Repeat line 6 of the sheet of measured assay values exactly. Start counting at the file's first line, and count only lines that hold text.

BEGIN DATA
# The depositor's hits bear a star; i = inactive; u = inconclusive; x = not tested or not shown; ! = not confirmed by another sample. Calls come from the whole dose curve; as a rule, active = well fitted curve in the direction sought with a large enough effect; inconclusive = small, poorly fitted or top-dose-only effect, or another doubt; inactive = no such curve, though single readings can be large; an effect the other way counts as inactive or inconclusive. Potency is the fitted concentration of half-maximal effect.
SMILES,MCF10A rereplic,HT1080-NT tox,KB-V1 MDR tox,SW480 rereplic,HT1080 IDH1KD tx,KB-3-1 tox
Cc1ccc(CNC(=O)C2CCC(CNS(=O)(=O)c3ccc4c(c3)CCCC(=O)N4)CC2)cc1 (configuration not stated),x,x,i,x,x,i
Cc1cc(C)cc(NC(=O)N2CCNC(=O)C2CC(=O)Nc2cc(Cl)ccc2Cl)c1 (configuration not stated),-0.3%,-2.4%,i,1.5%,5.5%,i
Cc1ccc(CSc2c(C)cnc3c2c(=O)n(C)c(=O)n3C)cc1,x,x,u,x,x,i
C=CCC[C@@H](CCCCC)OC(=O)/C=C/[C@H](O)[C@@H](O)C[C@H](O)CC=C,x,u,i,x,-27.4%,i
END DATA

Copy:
C=CCC[C@@H](CCCCC)OC(=O)/C=C/[C@H](O)[C@@H](O)C[C@H](O)CC=C,x,u,i,x,-27.4%,i